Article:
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Kwashiorkor
27 Jan' 21

Kwashiorkor

 


What is the cause of kwashiorkor?  

Lack of protein in the diet causes Kwashiorkor. Protein is found in every cell in your body. Protein is required in your diet for your body to repair and replace cells. This is how a healthy human body regenerates cells regularly. Protein is particularly necessary for growth in children and during pregnancy. When the body is deficient in protein, growth and regular bodily functions slow down, and kwashiorkor develops. Kwashiorkor is more common in regions where food is scarce or nonexistent. In Sub-Saharan Africa, Southeast Asia, and Central America, it is usually prevalent in children and newborns. During times of hunger-induced by natural calamities — such as droughts or floods — or political upheaval, these countries often have a limited supply or absence of food. People can also develop this illness due to a lack of dietary understanding and regional reliance on low-protein foods, such as the maize-based diets of many South American countries. This illness is uncommon in countries where the majority of people have enough food and can consume enough protein. If kwashiorkor is detected in the United States, it is usually found in children or elderly individuals and might be a result of abuse, neglect, or fad diets. It could also be a symptom of a more serious underlying illness, such as HIV. 

 

What are some of the signs and symptoms of kwashiorkor?  

The following are some of the signs and symptoms of kwashiorkor:    

  • hue shifts in the skin and hair (to a rust color) & texture exhaustion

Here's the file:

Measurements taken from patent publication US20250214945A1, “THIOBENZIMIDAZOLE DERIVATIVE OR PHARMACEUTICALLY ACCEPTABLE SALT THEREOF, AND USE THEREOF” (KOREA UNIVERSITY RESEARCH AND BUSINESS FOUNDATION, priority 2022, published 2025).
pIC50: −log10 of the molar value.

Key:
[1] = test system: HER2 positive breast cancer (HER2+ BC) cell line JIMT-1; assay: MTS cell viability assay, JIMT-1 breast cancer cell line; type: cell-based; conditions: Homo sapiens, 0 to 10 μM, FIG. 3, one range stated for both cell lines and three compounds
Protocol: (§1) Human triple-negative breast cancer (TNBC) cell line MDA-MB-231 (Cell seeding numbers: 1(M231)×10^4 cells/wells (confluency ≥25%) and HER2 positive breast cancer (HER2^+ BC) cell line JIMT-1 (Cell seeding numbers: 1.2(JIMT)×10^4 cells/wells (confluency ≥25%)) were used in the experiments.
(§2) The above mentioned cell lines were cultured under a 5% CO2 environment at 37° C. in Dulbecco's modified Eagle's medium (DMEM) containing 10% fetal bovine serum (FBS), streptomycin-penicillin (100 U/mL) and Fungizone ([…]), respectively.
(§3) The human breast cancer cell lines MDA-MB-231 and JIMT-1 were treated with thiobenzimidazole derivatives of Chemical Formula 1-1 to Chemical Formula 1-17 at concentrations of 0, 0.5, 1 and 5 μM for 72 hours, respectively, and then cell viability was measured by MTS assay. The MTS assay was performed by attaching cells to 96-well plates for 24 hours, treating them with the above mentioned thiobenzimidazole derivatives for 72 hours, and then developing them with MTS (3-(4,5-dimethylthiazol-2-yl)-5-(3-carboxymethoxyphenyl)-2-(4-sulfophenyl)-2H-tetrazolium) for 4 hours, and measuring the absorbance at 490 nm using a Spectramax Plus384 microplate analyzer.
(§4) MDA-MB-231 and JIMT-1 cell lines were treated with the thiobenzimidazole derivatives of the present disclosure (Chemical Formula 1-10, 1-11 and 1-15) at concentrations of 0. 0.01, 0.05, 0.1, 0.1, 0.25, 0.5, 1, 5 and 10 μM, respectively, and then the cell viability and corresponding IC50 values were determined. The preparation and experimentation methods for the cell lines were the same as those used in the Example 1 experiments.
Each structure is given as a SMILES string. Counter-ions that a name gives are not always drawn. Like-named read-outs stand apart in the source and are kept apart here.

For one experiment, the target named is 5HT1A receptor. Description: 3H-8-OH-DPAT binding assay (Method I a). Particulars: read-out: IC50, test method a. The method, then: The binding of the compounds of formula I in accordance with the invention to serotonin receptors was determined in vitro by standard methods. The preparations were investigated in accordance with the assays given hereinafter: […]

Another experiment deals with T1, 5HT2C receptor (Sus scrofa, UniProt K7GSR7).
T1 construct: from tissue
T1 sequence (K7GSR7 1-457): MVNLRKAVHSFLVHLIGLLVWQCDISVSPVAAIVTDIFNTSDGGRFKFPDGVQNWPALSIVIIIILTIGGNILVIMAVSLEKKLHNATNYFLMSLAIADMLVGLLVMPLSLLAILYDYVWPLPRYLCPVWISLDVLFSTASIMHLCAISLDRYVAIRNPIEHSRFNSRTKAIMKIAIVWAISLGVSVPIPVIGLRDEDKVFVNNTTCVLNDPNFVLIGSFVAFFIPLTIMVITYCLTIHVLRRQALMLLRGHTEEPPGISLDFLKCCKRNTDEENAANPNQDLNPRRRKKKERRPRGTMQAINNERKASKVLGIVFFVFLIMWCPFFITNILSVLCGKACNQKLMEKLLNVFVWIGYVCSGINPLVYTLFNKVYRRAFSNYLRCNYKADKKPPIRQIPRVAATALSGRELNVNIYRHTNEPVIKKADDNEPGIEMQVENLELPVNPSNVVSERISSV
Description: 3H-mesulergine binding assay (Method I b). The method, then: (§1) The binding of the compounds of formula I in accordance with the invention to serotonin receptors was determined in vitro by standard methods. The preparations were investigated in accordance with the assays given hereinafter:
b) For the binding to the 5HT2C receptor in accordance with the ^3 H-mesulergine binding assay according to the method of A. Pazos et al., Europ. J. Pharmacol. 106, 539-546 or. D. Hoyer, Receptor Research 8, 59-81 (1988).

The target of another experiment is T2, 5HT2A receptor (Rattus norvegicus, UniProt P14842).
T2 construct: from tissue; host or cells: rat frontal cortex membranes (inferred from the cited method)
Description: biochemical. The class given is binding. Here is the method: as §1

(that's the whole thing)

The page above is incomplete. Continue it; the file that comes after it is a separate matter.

• Muscular mass decrease due to diarrhea  
  • Failure to gain weight or grow  
  • The immune system is harmed by edema (swelling) of the ankles, feet, and abdomen, which can lead to more frequent and severe infections.  
  • Irritability  
  • Shock with a flaky rash 

 

How can you know if you have kwashiorkor?  

If you have kwashiorkor, your doctor will examine you to see if you have an enlarged liver (hepatomegaly) or edema. Following that, blood and urine tests to determine the level of protein and sugar in your blood may be ordered. Other tests on your blood and urine may be performed to detect signs of malnutrition and protein deficiency. These tests may measure kidney function, overall health, and growth as well as look for muscle breakdown. These tests include the following:    

  • Arterial blood gas 
  • Blood urea nitrogen (BUN)  
  • Creatinine levels in the blood  
  • Potassium levels in the blood 
  • Urinalysis 
  • Full blood count (CBC) 

 

What is the treatment for kwashiorkor?  

Kwashiorkor can be treated by eating more protein and calories in general, particularly if treatment begins early.  

 More calories in the form of carbohydrates, sweets, and fats may be given to you initially. You will be given protein-rich foods once these calories have provided you with energy. Because you have been without sufficient nutrition for a long time, foods must be gradually introduced and calories increased. Your body may need to acclimate to the increased consumption.  

 Your doctor may also advise you to add vitamin and mineral supplements to your diet on a long-term basis. 

 

What are the kwashiorkor complications?  

Children with kwashiorkor may never reach their full development and height potential, even with treatment. A child's physical and mental problems may be permanent if treatment is received too late. The illness can progress to unconsciousness, shock, or death if left untreated.

 

Knowing what to eat and what to look out for  

Kwashiorkor can be avoided by consuming a sufficient amount of calories and protein-rich foods. Protein should account for 10 to 35 percent of an adult's daily calories, according to the Institute of Medicine Trusted Source. Protein should account for five to twenty percent of young children's daily calories and ten to thirty percent of older children's and teenagers' daily calories. 

Protein can be found in a variety of foods, including:  

  • Seafood 
  • eggs  
  • beans 
  • peas 
  • almonds 
  • seeds 

 

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